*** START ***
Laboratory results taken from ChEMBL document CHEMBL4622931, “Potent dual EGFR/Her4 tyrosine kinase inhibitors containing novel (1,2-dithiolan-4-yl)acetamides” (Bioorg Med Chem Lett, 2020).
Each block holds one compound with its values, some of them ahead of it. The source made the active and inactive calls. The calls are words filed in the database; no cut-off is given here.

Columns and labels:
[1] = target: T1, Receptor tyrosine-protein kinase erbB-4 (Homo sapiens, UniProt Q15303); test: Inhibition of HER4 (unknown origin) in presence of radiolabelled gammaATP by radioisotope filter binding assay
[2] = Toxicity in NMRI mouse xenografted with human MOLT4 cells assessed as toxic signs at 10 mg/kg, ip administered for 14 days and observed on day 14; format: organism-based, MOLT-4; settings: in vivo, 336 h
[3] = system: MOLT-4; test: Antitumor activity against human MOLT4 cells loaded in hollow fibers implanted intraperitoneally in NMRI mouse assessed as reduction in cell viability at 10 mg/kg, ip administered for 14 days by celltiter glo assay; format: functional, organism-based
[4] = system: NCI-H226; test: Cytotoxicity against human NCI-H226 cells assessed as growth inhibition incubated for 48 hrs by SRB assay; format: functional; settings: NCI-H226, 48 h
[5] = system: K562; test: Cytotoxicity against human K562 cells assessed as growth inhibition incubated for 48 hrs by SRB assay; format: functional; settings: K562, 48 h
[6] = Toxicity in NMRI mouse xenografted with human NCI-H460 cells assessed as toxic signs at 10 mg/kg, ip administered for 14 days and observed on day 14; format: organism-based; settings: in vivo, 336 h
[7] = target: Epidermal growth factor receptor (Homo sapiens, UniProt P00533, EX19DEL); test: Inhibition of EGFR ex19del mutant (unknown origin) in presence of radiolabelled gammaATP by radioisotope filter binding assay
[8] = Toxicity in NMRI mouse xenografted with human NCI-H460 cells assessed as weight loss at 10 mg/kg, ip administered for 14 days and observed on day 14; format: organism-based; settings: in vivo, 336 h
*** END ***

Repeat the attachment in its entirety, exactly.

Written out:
Laboratory results taken from ChEMBL document CHEMBL4622931, “Potent dual EGFR/Her4 tyrosine kinase inhibitors containing novel (1,2-dithiolan-4-yl)acetamides” (Bioorg Med Chem Lett, 2020).
Each block holds one compound with its values, some of them ahead of it. The source made the active and inactive calls. The calls are words filed in the database; no cut-off is given here.

Columns and labels:
[1] = target: T1, Receptor tyrosine-protein kinase erbB-4 (Homo sapiens, UniProt Q15303); test: Inhibition of HER4 (unknown origin) in presence of radiolabelled gammaATP by radioisotope filter binding assay
[2] = Toxicity in NMRI mouse xenografted with human MOLT4 cells assessed as toxic signs at 10 mg/kg, ip administered for 14 days and observed on day 14; format: organism-based, MOLT-4; settings: in vivo, 336 h
[3] = system: MOLT-4; test: Antitumor activity against human MOLT4 cells loaded in hollow fibers implanted intraperitoneally in NMRI mouse assessed as reduction in cell viability at 10 mg/kg, ip administered for 14 days by celltiter glo assay; format: functional, organism-based
[4] = system: NCI-H226; test: Cytotoxicity against human NCI-H226 cells assessed as growth inhibition incubated for 48 hrs by SRB assay; format: functional; settings: NCI-H226, 48 h
[5] = system: K562; test: Cytotoxicity against human K562 cells assessed as growth inhibition incubated for 48 hrs by SRB assay; format: functional; settings: K562, 48 h
[6] = Toxicity in NMRI mouse xenografted with human NCI-H460 cells assessed as toxic signs at 10 mg/kg, ip administered for 14 days and observed on day 14; format: organism-based; settings: in vivo, 336 h
[7] = target: Epidermal growth factor receptor (Homo sapiens, UniProt P00533, EX19DEL); test: Inhibition of EGFR ex19del mutant (unknown origin) in presence of radiolabelled gammaATP by radioisotope filter binding assay
[8] = Toxicity in NMRI mouse xenografted with human NCI-H460 cells assessed as weight loss at 10 mg/kg, ip administered for 14 days and observed on day 14; format: organism-based; settings: in vivo, 336 h